In a letter sent to U.S. Attorney General William Barr earlier this month, Senator Charles Grassley wrote that he “vehemently disagreed” with a Department of Justice (DOJ) brief filed with the U.S. Supreme Court.
Sen. Grassley, a longtime advocate for whistleblowers, is the original author of the 1986 False Claims Act amendments. His letter refers to a brief filed with the Supreme Court in a qui tam False Claims Act case. The DOJ argues in the case that its dismissal authority is an unreviewable exercise of prosecutorial authority.
The qui tam provisions of the False Claims Act allows for private citizens with evidence of fraud against federal programs or contracts to sue the wrongdoer on behalf of the United States. In qui tam actions, the government has a right to intervene in the case. If they decline, the plaintiff, known as the relator, can continue with the legal proceedings on their own.
In September 2019, Grassley also voiced his concerns over a controversial 2018 DOJ memo, known as the “Granston memo.” The Granston memo guides government attorneys to seek dismissals of False Claims Act cases “for reasons that appear primarily unrelated to the merits of individual cases.”
In his 2019 letter, Grassley cited cases brought under the False Claims Act, where the DOJ has moved for dismissal based on the guidance of the Granston Memo. In one case ,he wrote, the “DOJ admitted that it did not thoroughly investigate the specific claims made by the relators,” to determine if “the costs it would likely incur versus the potential recovery that would flow to the Government if this case were to proceed.”
“In order for the law to continue working, DOJ must let the qui tam provision work the way it was intended and allow relators to proceed with litigation on their own,” Grassley said in the letter.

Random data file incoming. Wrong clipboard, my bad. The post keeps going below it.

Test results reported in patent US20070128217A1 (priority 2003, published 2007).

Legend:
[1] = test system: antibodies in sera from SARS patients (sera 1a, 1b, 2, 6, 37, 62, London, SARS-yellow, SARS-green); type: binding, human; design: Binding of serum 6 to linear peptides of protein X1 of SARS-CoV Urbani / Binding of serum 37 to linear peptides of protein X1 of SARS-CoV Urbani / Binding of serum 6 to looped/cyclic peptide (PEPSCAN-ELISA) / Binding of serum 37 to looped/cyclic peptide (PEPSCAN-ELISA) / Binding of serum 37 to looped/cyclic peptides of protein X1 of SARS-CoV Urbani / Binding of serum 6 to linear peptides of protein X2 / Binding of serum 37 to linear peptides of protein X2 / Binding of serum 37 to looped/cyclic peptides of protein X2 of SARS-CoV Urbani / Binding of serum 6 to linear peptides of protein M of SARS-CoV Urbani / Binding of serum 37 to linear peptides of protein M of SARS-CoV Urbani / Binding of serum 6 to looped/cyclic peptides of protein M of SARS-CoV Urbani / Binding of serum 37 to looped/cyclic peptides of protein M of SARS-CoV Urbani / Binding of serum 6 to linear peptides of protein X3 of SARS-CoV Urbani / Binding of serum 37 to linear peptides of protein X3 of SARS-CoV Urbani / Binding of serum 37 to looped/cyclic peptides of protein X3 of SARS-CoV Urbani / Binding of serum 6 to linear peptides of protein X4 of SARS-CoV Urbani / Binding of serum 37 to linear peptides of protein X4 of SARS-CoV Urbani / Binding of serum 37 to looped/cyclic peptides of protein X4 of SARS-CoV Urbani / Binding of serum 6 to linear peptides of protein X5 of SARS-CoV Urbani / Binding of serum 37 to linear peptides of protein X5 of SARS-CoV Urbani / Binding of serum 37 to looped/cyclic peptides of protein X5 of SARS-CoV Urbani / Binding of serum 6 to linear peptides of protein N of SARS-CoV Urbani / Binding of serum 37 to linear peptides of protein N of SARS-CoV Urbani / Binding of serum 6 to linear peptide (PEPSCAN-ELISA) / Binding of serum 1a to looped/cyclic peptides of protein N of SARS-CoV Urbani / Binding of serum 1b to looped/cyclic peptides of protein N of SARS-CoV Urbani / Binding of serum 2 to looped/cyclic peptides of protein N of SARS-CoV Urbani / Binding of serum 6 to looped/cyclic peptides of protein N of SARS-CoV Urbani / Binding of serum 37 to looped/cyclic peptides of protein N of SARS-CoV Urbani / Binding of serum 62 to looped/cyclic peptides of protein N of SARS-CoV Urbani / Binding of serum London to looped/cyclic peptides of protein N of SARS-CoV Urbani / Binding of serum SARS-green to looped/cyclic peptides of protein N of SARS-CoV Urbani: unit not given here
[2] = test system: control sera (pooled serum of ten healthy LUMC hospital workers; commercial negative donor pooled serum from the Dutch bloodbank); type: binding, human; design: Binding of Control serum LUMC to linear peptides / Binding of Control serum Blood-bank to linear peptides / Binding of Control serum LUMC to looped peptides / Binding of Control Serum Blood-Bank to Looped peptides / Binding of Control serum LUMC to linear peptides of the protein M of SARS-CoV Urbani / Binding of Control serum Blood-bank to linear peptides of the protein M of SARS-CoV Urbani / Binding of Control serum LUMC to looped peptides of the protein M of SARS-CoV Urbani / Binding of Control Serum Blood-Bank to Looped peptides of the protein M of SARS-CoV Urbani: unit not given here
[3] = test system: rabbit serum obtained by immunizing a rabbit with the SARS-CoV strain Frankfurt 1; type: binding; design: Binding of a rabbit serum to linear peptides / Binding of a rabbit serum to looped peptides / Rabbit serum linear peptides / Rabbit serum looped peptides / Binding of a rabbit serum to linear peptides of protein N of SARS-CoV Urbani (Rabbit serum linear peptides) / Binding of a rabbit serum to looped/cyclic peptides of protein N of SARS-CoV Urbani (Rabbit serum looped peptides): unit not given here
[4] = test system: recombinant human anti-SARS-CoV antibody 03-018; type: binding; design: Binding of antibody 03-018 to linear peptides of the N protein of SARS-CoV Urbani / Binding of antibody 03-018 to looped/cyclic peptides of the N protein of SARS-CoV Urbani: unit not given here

Eight months later, Grassley is doubling down on his warnings and urging the DOJ to reconsider their stance on dismissal authority.
“The False Claims Act is the government’s most powerful tool in deterring fraud and recovering federal funds lost to fraud,” the letter stated. “To date it has helped the federal government reclaim more than $60 billion. What makes this law work is, and always has been, the support from whistleblowers who come forward with these claims.”
“Having unfettered dismissal authority will create a chilling effect on future whistleblowers that will ultimately end up costing the taxpayers a lot more,” Grassley wrote.
The qui tam provisions of the FCA incentivize whistleblowers to step forward to report fraud. If a qui tam whistleblower’s disclosure results in a successful enforcement action, the relator can receive between 15 and 30 percent of the monies recovered from the defendant.
The False Claims Act has been historically successful in rooting out fraud and corruption in the government. The Department of Justice announced over $3 billion in recoveries from False Claims Act cases in 2019. Since 1986, recoveries total more than $62 billion.
Whistleblower advocacy groups have been highly critical of the Granston Memo’s directive. The National Whistleblower Center (NWC), a Washington-based nonprofit, issued an alert today urging the public to Demand that the DOJ protects the False Claims Act.